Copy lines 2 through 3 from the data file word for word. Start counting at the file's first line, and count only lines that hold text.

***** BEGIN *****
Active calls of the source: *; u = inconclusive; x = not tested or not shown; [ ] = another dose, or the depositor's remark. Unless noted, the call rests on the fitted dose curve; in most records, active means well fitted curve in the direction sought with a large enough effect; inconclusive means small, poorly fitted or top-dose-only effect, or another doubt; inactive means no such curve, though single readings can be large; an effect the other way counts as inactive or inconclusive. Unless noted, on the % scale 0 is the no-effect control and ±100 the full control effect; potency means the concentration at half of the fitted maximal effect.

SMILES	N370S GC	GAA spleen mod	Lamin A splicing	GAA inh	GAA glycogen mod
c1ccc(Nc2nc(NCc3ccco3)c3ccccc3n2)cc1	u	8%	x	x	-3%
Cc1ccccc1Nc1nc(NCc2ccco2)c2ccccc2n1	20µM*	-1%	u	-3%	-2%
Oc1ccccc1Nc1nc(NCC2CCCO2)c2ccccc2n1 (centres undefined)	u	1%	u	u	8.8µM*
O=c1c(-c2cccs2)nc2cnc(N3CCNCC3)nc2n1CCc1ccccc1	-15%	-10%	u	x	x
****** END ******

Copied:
SMILES	N370S GC	GAA spleen mod	Lamin A splicing	GAA inh	GAA glycogen mod
c1ccc(Nc2nc(NCc3ccco3)c3ccccc3n2)cc1	u	8%	x	x	-3%